Advent: A Brief History of Time

Advent: A Brief History of Time December 1, 2016
image source, wikipedia
image source, wikipedia

The first Sunday of Advent begins the Catholic Church’s New Year, and in his homily, our priest took the chance to reminded us that here, in the Church, time works differently.

Secular time is a straight line, stretching out ahead indefinitely. I picture the diagram of “the flea and the acrobat” that the science teacher in Stranger Things draws on a paper plate to illustrate how one might exist in an alternate dimension. In fact, I draw it on my song sheet, a straight line and a stick figure, an acrobat walking a wire. She is fixed in the present, the past safely behind, and ahead of her, the unknowable future, which she can’t help but inch toward, however scary it might be.

But in church time, God’s time, it’s not that simple. Or maybe it is much simpler. In God’s time, I am not just the acrobat in the teacher’s diagram; I’m the flea–not limited by the boundaries of clock time, but existing, somehow, during the Mass at least, in some other dimension, one where I am not confined to forward motion. I can move side to side. I can travel around the wire and end up where I started, repeating moments indefinitely. Eternity. Here, I exist in a state of possibility: on the line, inside it, underneath it, or, terrifyingly, nowhere at all.  Or perhaps God is the flea, moving at will wherever God likes.

Have I mangled quantum mechanics–not to mention the Catechism–yet? Let me try again.

Christ came. In the past, in the flesh, born in a manger, dressed in swaddling clothes. A human baby was born to a human mother, two thousand years or so ago, and that baby was God, who came to life in a poor man’s body and died among thieves. He was achingly, disturbingly human. Real. The priest mentions the gift of the Rosary, the way the Mysteries walk us through Christ’s life on earth, and I imagine each bead, each prayer, as another step backward on the line, the acrobat suspended above the crowd, gingerly lifting a foot and placing it behind her, the audience holding its breath.

Christ is here. Now, in this church, in this very building. The priest extends his arm to reveal the invisible presence. We come here to meet God, to adore God, to receive God, to taste God, to take God into our bodies. The Acrobat flips to the middle of the wire and lands with a flourish. The crowd gasps.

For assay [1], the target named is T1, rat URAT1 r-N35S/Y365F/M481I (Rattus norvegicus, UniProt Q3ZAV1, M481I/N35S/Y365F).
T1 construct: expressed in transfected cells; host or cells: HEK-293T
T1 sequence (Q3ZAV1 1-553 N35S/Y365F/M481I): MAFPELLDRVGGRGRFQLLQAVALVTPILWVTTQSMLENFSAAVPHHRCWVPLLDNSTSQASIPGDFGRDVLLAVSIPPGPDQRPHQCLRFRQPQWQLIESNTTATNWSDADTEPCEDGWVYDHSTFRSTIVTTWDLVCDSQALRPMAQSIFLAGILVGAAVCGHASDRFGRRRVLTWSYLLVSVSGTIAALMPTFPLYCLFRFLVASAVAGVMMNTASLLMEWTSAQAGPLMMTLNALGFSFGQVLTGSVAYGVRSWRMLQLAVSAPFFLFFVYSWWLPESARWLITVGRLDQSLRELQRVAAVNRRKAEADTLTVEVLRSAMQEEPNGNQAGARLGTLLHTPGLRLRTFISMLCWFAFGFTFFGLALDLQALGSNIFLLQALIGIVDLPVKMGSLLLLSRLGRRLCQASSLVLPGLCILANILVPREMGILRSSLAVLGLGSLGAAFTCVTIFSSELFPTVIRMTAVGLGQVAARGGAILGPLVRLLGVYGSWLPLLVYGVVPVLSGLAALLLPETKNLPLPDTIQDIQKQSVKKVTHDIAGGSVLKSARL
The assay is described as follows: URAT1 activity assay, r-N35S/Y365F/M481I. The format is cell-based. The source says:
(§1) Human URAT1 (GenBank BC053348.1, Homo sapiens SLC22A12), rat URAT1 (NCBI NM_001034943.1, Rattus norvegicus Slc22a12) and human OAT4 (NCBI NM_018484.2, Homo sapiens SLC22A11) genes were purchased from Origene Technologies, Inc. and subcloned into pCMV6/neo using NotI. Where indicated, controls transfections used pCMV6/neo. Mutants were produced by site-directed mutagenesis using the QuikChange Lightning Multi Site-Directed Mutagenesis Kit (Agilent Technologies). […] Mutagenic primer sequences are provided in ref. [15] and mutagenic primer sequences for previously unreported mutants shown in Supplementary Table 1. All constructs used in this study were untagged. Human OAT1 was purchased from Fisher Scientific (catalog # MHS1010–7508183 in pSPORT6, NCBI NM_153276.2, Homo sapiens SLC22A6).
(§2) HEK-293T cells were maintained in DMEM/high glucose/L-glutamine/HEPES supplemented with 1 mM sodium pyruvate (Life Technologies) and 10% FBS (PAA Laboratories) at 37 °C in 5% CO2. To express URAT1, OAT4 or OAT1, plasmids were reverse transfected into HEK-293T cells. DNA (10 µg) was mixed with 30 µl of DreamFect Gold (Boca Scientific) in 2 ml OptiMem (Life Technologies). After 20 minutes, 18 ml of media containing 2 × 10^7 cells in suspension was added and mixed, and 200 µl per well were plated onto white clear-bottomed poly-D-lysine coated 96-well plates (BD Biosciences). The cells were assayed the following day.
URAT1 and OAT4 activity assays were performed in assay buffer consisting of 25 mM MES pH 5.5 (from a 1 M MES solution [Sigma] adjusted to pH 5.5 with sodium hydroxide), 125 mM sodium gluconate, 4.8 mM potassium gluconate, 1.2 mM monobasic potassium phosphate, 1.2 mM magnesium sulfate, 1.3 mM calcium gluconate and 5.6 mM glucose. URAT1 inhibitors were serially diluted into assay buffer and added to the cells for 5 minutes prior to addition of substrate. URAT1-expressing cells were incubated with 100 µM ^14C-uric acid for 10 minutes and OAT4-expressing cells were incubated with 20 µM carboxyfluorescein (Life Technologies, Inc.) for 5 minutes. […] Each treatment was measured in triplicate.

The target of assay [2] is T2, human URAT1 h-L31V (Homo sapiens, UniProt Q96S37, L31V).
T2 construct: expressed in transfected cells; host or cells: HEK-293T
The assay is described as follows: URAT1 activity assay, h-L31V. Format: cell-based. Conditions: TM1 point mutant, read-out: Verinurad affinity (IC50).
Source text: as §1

Christ will come again. In the future, at The End. But this End is not my end. It is only the end of clock time, the destruction of the destroyer: chronos, time, which is nothing less than death, which wears all things to dust. Adventus means coming, and what is coming is not just Christ but the last things: death, judgment, hell and heaven. The acrobat dashes for the safety of the platform. The wire snaps, disappears, poof. A cloud of smoke, a shower of sparks. Or nothing. End scene.

This is what we celebrate on the feast of Christmas. We celebrate the apocalypse, the end of the oppressive reign of chronos, the ushering of us all into kairos, that enduring, eternal moment when everything happens. “Advent is the time to focus on Christ out of time,” says the priest, but later I find that I wrote it down in my notes as  “the time to focus on Christ out of mind,” conflating the priest’s words with Bob Dylan’s, which makes me think of Michael Delp writing about Bob Dylan singing to the Good Thief in Paradise, and how this is as good an Advent image as any, all good things gathered together in the enduring moment.

Because Advent, which, in secular America, is little more than an over-scheduled season of frantic rushing from one thing to the next, a grueling forward march from Thanksgiving to Christmas Eve, is, in the Church, a study in eternity.

Adventus. What is coming? Christ is coming. Everything is coming.

I receive the Host from the hands of a fellow parishioner, examine it briefly, imagine in that second that it contains every moment of every soul who ever lived, the births and deaths and everything in between of every body beloved or hated or forgotten, from the first tick of the clock to the last. The Good Thief and Bob Dylan, in my palm and on my tongue.

I balance on the wire.

 

 

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